The following article, Fitch Flags Major Credit Risks Amid Sticky Inflation And High Interest Rates: Bond Market Turmoil Persists, was first published on Flag And Cross.
<img src="https://storage.googleapis.com/prod-zenger-upload/image/20230818/feat_2496cb1a-2120-4b91-8ab3-8b7f10654c67.jpg" alt="Fitch Ratings emphasizes that the foremost concern for the global credit landscape remains centered on persistently high inflation and interest rates. PHOTO BY BEHNAM NOROUZI/UNSPLASH”>
Fitch Ratings emphasizes that the foremost concern for the global credit landscape remains centered on persistently high inflation and interest rates.
The credit rating agency highlighted in its recent Risk Headquarters report that despite a recent decrease in headline inflation rates across the U.S. and eurozone during the second quarter of 2023, core inflation surpassed central bank targets.
The overall macroeconomic picture has improved. However, Fitch acknowledges the presence of potential headwinds. Tighter lending conditions and a more cautious approach taken by central banks contribute to a gloomy economic outlook.
Fitch’s base-case forecasts predict “a shallow recession in the US, limited growth in the eurozone and building risks to China’s recovery.”
Cracks In The Real Estate Sector Emerge
Fitch specifically draws attention to vulnerabilities in the commercial real estate (CRE) sector and the challenges that could hinder China’s post-pandemic recovery.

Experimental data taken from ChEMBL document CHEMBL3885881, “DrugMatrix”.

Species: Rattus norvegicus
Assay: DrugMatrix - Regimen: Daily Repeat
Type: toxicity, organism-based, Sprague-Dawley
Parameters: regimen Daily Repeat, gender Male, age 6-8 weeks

Notably, property data from the second quarter of 2023 reveals a notable decline in property sales in China, alongside ongoing pressures faced by property developers.
This, in turn, poses risks to the sustained acceleration of China’s economic growth.
The commercial real estate sector in the U.S. also faces difficulties. Several prominent mortgage real estate investment trusts (REITs) are reducing new lending, accompanied by weaker performance results from both large and regional U.S. banks.
Recent sessions have witnessed substantial pressures on the bond market, leading to a surge in Treasury yields, particularly in longer-term maturities.
The benchmark 10-year Treasury yield has exceeded 4.30%, approaching the previous peak of 4.33% seen in October 2022, which was last observed in October 2007.
Exchange-traded funds (ETFs) tracking longer-term Treasury bonds have also encountered challenges. The iShares 20+ Year Treasury Bond ETF (NASDAQ:TLT), known for its sensitivity to the so-called ‘duration risk’, recorded a 0.6% decline on Thursday, on track for the fourth consecutive week of losses, possibly setting the stage for revisiting lows witnessed in 2022.
The volatility has also extended to corporate bonds issued by U.S. companies. The iShares iBoxx $ Investment Grade Corporate Bond ETF (NYSE:LQD) fell to the lowest since early November 2022.
The effective yield on high-grade U.S. corporate bonds spiked to 5.83%, marking the highest level since November 2022. Notably, bonds issued by Ely Lilly & Company (NYSE:LLY), rated A+ by S&P and A1 by Moody’s, and maturing in March 2045, experienced a 5.43% drop on the day, falling to 79 cents on the dollar.
Other longer-dated corporate bonds also faced losses, including Elevance Health Inc. (NYSE:ELV) 4.65% maturing in 2044, which fell 4.7%, and American International Group Inc. (NYSE:AIG) 4.7% maturing in 2035, which declined by 3.6%.
Produced in association with Benzinga